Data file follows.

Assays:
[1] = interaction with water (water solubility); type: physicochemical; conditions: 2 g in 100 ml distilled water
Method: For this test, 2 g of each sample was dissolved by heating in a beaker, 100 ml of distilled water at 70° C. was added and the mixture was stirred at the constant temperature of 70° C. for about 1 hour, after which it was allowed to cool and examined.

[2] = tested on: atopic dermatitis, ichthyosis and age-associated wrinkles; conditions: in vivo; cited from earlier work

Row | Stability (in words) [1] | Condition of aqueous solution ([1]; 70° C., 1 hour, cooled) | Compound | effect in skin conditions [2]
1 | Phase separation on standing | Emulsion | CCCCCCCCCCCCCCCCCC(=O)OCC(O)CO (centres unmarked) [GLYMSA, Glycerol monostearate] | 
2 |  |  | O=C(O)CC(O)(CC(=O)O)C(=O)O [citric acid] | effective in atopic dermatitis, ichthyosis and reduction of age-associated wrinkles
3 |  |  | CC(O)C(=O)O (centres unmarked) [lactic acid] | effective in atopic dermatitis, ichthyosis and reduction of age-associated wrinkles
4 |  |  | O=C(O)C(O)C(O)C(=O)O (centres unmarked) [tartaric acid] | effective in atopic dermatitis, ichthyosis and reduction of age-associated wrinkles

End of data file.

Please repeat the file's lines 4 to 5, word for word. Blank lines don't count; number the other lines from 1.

[2] = tested on: atopic dermatitis, ichthyosis and age-associated wrinkles; conditions: in vivo; cited from earlier work

Row | Stability (in words) [1] | Condition of aqueous solution ([1]; 70° C., 1 hour, cooled) | Compound | effect in skin conditions [2]